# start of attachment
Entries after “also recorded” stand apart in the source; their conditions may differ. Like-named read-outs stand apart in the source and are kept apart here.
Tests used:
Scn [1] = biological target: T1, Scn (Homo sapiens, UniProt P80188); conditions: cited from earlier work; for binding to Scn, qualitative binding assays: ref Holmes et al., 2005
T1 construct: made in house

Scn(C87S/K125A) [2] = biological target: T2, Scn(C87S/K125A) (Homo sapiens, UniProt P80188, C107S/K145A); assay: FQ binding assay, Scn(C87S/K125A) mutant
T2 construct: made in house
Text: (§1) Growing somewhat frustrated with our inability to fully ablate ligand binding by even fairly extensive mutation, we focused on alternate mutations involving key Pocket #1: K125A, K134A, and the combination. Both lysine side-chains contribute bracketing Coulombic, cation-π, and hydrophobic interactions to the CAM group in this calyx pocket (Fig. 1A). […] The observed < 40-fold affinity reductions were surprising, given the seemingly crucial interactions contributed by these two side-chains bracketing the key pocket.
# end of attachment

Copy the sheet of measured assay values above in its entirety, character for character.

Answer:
Entries after “also recorded” stand apart in the source; their conditions may differ. Like-named read-outs stand apart in the source and are kept apart here.
Tests used:
Scn [1] = biological target: T1, Scn (Homo sapiens, UniProt P80188); conditions: cited from earlier work; for binding to Scn, qualitative binding assays: ref Holmes et al., 2005
T1 construct: made in house

Scn(C87S/K125A) [2] = biological target: T2, Scn(C87S/K125A) (Homo sapiens, UniProt P80188, C107S/K145A); assay: FQ binding assay, Scn(C87S/K125A) mutant
T2 construct: made in house
Text: (§1) Growing somewhat frustrated with our inability to fully ablate ligand binding by even fairly extensive mutation, we focused on alternate mutations involving key Pocket #1: K125A, K134A, and the combination. Both lysine side-chains contribute bracketing Coulombic, cation-π, and hydrophobic interactions to the CAM group in this calyx pocket (Fig. 1A). […] The observed < 40-fold affinity reductions were surprising, given the seemingly crucial interactions contributed by these two side-chains bracketing the key pocket.